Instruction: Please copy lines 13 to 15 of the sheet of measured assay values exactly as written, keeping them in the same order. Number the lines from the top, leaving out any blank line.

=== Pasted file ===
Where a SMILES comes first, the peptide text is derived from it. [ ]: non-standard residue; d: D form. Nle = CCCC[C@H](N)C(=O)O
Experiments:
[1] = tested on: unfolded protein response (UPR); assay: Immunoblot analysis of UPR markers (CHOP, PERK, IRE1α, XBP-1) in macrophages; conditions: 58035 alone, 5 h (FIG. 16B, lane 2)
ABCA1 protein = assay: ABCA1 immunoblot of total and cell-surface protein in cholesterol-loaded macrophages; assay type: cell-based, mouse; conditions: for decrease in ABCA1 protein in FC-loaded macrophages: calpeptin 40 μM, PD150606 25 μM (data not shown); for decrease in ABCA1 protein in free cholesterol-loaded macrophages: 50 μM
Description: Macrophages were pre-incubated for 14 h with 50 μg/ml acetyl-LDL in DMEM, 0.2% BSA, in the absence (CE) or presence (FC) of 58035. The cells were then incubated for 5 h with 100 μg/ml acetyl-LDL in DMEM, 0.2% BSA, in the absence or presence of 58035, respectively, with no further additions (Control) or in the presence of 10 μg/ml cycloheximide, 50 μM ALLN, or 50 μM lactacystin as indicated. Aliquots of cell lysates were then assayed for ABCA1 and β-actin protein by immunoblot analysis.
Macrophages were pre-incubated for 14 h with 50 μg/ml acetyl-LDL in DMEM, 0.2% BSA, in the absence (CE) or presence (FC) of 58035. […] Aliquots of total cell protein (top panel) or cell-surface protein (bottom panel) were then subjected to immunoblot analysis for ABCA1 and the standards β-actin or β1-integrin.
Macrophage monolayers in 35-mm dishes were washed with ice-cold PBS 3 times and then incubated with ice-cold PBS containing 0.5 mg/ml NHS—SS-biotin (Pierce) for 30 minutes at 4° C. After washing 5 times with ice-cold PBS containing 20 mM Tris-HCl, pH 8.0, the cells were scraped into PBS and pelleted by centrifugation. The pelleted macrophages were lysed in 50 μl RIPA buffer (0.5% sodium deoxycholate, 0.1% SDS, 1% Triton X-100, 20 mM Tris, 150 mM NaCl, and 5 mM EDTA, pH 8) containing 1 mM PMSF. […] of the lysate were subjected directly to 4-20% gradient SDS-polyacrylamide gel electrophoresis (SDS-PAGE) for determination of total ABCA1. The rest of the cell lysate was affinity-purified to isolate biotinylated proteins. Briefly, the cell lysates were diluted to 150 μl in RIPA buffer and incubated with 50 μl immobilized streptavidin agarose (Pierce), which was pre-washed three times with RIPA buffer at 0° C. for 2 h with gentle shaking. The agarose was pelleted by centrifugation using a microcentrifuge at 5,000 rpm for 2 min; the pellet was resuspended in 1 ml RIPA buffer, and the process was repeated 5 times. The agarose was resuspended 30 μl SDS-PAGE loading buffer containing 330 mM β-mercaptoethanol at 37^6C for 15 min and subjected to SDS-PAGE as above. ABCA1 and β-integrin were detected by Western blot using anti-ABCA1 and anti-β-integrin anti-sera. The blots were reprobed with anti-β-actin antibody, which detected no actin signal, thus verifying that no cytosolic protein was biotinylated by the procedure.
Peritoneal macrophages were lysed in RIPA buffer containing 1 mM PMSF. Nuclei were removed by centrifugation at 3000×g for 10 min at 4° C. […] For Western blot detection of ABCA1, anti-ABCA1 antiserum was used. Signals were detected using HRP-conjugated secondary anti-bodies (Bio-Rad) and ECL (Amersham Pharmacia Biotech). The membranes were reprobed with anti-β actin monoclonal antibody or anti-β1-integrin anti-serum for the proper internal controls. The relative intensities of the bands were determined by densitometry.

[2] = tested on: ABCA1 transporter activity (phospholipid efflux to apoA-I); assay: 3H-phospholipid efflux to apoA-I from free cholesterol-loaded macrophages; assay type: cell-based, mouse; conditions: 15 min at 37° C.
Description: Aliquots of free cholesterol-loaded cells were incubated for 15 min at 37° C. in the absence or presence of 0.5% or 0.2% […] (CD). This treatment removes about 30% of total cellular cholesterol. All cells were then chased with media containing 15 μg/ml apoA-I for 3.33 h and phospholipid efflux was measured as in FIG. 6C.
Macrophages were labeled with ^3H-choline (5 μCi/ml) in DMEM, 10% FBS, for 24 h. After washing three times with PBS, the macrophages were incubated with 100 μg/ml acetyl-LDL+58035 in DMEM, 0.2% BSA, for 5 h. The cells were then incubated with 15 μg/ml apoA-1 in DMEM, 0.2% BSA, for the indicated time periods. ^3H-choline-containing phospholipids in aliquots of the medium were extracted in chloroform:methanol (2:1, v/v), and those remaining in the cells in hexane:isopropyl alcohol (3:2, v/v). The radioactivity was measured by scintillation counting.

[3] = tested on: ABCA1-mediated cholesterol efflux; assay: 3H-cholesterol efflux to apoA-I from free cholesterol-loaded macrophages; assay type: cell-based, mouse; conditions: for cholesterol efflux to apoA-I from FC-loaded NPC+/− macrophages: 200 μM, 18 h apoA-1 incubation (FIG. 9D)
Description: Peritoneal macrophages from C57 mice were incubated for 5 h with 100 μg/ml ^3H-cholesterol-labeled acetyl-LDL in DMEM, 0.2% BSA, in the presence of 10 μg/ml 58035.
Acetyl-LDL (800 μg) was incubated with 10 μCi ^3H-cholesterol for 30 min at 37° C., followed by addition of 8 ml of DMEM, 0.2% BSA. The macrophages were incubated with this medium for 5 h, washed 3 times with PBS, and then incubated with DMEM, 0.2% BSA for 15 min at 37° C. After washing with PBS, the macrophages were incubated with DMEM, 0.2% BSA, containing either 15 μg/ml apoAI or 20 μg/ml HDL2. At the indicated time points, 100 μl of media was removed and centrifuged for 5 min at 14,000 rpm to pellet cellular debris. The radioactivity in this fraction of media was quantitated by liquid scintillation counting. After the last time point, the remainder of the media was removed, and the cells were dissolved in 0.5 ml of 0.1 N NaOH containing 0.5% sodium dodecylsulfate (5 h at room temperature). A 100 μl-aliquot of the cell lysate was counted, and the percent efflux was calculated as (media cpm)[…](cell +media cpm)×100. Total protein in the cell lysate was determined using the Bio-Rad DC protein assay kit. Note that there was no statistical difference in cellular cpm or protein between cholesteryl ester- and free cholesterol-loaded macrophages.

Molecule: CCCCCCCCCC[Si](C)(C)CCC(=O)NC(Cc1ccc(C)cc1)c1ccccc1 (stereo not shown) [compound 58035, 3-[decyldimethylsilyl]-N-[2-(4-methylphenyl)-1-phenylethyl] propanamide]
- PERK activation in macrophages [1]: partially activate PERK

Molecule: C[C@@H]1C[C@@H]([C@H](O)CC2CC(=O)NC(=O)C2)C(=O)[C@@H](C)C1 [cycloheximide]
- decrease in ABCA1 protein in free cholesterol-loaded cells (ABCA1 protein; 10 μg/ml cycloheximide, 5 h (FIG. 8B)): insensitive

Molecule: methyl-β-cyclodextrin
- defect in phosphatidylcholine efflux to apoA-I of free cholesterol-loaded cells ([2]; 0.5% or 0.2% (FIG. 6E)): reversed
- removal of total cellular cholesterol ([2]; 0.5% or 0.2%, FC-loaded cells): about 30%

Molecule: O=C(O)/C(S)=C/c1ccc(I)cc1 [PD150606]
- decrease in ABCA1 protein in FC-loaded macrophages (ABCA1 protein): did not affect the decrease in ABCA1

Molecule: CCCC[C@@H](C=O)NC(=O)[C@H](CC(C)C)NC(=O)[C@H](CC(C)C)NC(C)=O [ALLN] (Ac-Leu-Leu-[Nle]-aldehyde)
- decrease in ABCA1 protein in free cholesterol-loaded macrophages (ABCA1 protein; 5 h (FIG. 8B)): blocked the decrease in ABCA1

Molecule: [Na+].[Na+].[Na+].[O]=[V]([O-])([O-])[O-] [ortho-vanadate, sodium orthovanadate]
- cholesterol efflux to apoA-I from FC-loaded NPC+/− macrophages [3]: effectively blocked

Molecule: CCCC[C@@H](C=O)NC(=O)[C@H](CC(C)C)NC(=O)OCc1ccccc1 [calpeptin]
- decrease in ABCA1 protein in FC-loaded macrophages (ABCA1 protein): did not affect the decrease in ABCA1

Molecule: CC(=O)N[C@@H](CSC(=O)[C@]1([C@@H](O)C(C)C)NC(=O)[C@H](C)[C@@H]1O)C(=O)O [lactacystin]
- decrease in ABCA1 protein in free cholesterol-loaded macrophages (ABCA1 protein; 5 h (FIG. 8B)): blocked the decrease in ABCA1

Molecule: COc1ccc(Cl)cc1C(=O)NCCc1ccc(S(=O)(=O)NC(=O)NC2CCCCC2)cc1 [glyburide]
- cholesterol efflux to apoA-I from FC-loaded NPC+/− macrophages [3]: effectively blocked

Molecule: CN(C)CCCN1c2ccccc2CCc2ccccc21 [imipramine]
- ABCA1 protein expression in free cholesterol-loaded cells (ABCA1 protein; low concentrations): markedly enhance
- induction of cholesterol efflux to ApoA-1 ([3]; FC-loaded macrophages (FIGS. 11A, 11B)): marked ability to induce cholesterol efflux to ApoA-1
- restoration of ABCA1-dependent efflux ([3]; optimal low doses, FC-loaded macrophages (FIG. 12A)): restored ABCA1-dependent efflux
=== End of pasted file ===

Description: Peritoneal macrophages from C57 mice were incubated for 5 h with 100 μg/ml ^3H-cholesterol-labeled acetyl-LDL in DMEM, 0.2% BSA, in the presence of 10 μg/ml 58035.
Acetyl-LDL (800 μg) was incubated with 10 μCi ^3H-cholesterol for 30 min at 37° C., followed by addition of 8 ml of DMEM, 0.2% BSA. The macrophages were incubated with this medium for 5 h, washed 3 times with PBS, and then incubated with DMEM, 0.2% BSA for 15 min at 37° C. After washing with PBS, the macrophages were incubated with DMEM, 0.2% BSA, containing either 15 μg/ml apoAI or 20 μg/ml HDL2. At the indicated time points, 100 μl of media was removed and centrifuged for 5 min at 14,000 rpm to pellet cellular debris. The radioactivity in this fraction of media was quantitated by liquid scintillation counting. After the last time point, the remainder of the media was removed, and the cells were dissolved in 0.5 ml of 0.1 N NaOH containing 0.5% sodium dodecylsulfate (5 h at room temperature). A 100 μl-aliquot of the cell lysate was counted, and the percent efflux was calculated as (media cpm)[…](cell +media cpm)×100. Total protein in the cell lysate was determined using the Bio-Rad DC protein assay kit. Note that there was no statistical difference in cellular cpm or protein between cholesteryl ester- and free cholesterol-loaded macrophages.

Molecule: CCCCCCCCCC[Si](C)(C)CCC(=O)NC(Cc1ccc(C)cc1)c1ccccc1 (stereo not shown) [compound 58035, 3-[decyldimethylsilyl]-N-[2-(4-methylphenyl)-1-phenylethyl] propanamide]